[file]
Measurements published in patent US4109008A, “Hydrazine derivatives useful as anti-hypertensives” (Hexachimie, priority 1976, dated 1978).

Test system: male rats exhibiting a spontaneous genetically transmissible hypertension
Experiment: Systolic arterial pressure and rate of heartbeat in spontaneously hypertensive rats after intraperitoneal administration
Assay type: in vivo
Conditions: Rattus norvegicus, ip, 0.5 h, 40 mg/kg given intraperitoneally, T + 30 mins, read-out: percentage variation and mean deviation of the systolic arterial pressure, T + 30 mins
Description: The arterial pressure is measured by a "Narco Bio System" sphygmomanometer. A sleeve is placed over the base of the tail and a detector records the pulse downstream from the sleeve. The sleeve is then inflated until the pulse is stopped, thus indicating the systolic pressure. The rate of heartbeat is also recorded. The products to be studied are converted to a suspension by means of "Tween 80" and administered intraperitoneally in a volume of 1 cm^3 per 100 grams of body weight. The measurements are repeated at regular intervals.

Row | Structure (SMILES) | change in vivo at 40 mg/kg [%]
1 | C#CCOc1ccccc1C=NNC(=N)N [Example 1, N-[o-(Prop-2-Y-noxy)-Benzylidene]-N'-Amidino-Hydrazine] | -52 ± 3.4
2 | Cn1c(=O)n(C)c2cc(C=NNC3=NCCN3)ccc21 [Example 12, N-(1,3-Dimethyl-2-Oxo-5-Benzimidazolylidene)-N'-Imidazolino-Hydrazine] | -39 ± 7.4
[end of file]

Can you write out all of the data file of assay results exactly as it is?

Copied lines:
Measurements published in patent US4109008A, “Hydrazine derivatives useful as anti-hypertensives” (Hexachimie, priority 1976, dated 1978).

Test system: male rats exhibiting a spontaneous genetically transmissible hypertension
Experiment: Systolic arterial pressure and rate of heartbeat in spontaneously hypertensive rats after intraperitoneal administration
Assay type: in vivo
Conditions: Rattus norvegicus, ip, 0.5 h, 40 mg/kg given intraperitoneally, T + 30 mins, read-out: percentage variation and mean deviation of the systolic arterial pressure, T + 30 mins
Description: The arterial pressure is measured by a "Narco Bio System" sphygmomanometer. A sleeve is placed over the base of the tail and a detector records the pulse downstream from the sleeve. The sleeve is then inflated until the pulse is stopped, thus indicating the systolic pressure. The rate of heartbeat is also recorded. The products to be studied are converted to a suspension by means of "Tween 80" and administered intraperitoneally in a volume of 1 cm^3 per 100 grams of body weight. The measurements are repeated at regular intervals.

Row | Structure (SMILES) | change in vivo at 40 mg/kg [%]
1 | C#CCOc1ccccc1C=NNC(=N)N [Example 1, N-[o-(Prop-2-Y-noxy)-Benzylidene]-N'-Amidino-Hydrazine] | -52 ± 3.4
2 | Cn1c(=O)n(C)c2cc(C=NNC3=NCCN3)ccc21 [Example 12, N-(1,3-Dimethyl-2-Oxo-5-Benzimidazolylidene)-N'-Imidazolino-Hydrazine] | -39 ± 7.4